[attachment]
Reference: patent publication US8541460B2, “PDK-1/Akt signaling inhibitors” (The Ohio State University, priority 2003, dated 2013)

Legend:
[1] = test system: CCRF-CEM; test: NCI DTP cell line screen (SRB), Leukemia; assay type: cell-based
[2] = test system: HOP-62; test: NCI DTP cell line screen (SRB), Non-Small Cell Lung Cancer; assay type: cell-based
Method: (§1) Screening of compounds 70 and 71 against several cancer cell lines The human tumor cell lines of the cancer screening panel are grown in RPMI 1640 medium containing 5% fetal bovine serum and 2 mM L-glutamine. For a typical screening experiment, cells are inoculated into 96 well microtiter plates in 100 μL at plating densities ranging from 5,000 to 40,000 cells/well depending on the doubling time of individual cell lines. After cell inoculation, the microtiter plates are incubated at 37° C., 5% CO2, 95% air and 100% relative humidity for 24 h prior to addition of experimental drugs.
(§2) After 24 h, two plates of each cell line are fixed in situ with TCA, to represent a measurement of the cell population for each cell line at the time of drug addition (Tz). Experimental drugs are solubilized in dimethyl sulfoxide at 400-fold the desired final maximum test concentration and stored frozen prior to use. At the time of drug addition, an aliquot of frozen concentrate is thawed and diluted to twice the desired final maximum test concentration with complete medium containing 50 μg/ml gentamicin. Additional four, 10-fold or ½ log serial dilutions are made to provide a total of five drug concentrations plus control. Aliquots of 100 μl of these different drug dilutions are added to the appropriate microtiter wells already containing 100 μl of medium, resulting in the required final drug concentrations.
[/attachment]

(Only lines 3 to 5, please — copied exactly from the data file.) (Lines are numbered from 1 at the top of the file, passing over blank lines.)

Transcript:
[1] = test system: CCRF-CEM; test: NCI DTP cell line screen (SRB), Leukemia; assay type: cell-based
[2] = test system: HOP-62; test: NCI DTP cell line screen (SRB), Non-Small Cell Lung Cancer; assay type: cell-based
Method: (§1) Screening of compounds 70 and 71 against several cancer cell lines The human tumor cell lines of the cancer screening panel are grown in RPMI 1640 medium containing 5% fetal bovine serum and 2 mM L-glutamine. For a typical screening experiment, cells are inoculated into 96 well microtiter plates in 100 μL at plating densities ranging from 5,000 to 40,000 cells/well depending on the doubling time of individual cell lines. After cell inoculation, the microtiter plates are incubated at 37° C., 5% CO2, 95% air and 100% relative humidity for 24 h prior to addition of experimental drugs.